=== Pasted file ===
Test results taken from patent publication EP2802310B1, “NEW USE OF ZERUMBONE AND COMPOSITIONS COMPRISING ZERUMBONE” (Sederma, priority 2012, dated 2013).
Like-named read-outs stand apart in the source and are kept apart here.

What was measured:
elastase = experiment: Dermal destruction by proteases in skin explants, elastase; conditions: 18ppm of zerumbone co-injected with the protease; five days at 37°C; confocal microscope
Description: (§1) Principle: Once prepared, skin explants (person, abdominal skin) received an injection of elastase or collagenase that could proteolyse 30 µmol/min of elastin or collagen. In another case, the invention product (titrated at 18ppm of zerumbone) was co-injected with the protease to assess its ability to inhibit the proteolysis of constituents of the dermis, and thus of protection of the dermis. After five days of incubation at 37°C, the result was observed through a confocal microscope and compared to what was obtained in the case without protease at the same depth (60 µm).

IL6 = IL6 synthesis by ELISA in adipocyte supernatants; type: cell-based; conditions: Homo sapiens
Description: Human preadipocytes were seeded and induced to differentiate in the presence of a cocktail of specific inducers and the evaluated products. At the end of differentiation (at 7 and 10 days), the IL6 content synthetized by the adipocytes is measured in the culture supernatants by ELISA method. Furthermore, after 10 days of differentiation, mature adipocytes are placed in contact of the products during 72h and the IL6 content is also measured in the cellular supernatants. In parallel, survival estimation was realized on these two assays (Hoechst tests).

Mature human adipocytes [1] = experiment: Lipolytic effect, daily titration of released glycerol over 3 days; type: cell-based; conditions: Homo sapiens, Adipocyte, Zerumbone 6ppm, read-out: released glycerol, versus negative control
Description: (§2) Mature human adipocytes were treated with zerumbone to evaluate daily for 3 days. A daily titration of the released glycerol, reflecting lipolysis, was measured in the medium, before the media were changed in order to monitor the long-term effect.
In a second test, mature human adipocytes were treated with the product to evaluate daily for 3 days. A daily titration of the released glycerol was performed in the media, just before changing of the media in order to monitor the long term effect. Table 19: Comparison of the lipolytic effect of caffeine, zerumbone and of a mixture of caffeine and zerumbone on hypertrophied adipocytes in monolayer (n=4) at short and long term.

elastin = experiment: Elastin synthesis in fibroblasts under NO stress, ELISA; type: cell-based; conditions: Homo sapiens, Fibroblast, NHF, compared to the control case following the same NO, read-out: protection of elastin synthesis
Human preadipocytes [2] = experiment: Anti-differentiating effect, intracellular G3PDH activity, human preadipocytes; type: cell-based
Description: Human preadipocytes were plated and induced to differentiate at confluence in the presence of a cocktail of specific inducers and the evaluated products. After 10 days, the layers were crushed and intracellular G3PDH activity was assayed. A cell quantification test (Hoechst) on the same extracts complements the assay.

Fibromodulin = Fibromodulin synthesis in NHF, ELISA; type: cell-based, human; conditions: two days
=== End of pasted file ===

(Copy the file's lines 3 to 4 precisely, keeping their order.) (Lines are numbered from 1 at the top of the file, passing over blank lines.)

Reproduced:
What was measured:
elastase = experiment: Dermal destruction by proteases in skin explants, elastase; conditions: 18ppm of zerumbone co-injected with the protease; five days at 37°C; confocal microscope